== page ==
New Tenants in a Council House

Tredegar House has been a National Trust property for six months now. On March the sixteenth Newport City Council officially handed over the keys to the House and the Trust’s management commenced. I say management because the arrangement was, at the time, quite unique. The National Trust are not the owners; the House is leased from the Council. As, I’m afraid, I say on public tours, it is still a council house – it just has new tenants.

Things were a bit hectic, to say the least, when it was decided to open the House to visitors within three weeks. There had been plans formulated and decisions made beforehand of course. One thing that was certain was that the visitor route and entrance would have to be changed. The Seventeenth Century entrance would become the main way into Tredegar House for the first time in nearly a hundred and fifty years. Another huge change was that there would be no guided tours. Visitors would enter and experience the House in a free flow system and everything would be much more hands-on and approachable. This would be facilitated by National Trust volunteers acting as Meeters-and-Greeters and Room Hosts. The problem was that in an area with very few NT properties there was no army of volunteers to call upon and therefore a recruitment drive was initiated. Very soon we had a good core of about fifty people who were willing to give up their time to help us open the House. Currently we have around two hundred and fifty volunteers on the books with about seventy or eighty coming in on a very regular basis.

Some of the ‘veterans’ and staff at a party celebrating getting through the first month!

There were a couple of downsides to these decisions. The logistics of it all meant that eight of the refurbished rooms that had previously been opened for guided tours, had to be closed for the time being. The decision to make the House more family friendly with a hands-on approach necessitated the removal of many original pieces from display. However, this was the price we would have to pay for becoming more attractive to visitors. I have to say, it is quite a relief not to be continually worrying about antiques and furniture being touched and not having to keep telling people not to touch or lean or sit on items. In many ways, it all makes for a happier, friendlier and more welcoming Tredegar House. Indeed, that is the response of a good eighty per cent of the visitors who leave comments.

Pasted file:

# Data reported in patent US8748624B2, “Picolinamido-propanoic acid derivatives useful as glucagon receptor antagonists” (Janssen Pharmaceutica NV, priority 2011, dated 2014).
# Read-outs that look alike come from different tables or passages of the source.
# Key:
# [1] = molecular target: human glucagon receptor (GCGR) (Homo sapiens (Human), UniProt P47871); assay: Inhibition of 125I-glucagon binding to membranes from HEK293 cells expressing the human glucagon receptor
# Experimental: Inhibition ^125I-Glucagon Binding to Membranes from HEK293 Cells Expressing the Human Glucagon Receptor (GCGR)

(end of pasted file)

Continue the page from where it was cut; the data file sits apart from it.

Visitor numbers are up. We had hoped to have forty thousand visitors in the first year and we have already had thirty four thousand, so it looks like we will easily achieve that target. Membership is going well too. However, for me the success story is the group of regular volunteers we have here now. As one of them, John, said to me “This place gets a hold on you. I love it. When I’m not actually here, I’m reading about the House and the family”.  I know what he means and he is far from being alone in thinking that.

Therefore, the new tenants of Tredegar House seem to have settled in and I suspect they will be resident for quite some time.

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2 responses to “New Tenants in a Council House

  • countryhousereader

    I find this set up fascinating! Is it a growing trend in heritage, I wonder? It seems beneficial, and perhaps many sites could tweek the contracts to suit there needs. I’m especially thinking of those with bad funding and unhappy staff, but in need of a new burst of energy. How has the change affected staff structure overall?

    • Steff Ellis

      It could be a new trend. I don’t know about outside Wales, but the National Trust has now finally completed negotiations with the Vale of Glamorgan local authority to take on the management of Dyffryn House and Gardens from the first of January. This is another fifty year lease. We may see more if it is successful.

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